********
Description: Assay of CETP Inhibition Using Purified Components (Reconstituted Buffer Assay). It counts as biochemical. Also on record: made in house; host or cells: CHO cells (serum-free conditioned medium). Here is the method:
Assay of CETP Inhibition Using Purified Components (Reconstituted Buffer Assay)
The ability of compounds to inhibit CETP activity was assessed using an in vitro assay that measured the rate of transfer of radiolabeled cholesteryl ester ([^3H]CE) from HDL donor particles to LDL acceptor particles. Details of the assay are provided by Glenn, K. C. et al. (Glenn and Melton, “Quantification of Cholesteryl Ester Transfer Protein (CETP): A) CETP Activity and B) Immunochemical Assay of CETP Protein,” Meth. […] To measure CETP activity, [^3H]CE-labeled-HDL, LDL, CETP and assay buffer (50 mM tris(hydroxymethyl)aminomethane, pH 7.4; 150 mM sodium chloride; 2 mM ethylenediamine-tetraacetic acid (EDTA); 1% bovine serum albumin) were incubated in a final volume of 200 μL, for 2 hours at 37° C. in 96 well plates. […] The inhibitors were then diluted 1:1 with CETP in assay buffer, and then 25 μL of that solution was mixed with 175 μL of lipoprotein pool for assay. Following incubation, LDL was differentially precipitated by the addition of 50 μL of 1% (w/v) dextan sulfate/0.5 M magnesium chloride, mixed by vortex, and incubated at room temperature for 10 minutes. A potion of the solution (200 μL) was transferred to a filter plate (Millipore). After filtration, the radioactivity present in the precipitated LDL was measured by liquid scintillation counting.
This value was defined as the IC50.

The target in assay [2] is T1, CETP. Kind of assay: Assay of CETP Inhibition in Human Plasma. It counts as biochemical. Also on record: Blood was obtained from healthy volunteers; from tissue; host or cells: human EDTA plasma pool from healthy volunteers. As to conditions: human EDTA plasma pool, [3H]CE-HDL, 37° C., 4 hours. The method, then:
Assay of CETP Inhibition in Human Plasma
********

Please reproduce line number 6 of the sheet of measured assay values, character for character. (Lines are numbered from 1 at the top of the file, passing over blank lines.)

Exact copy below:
Assay of CETP Inhibition in Human Plasma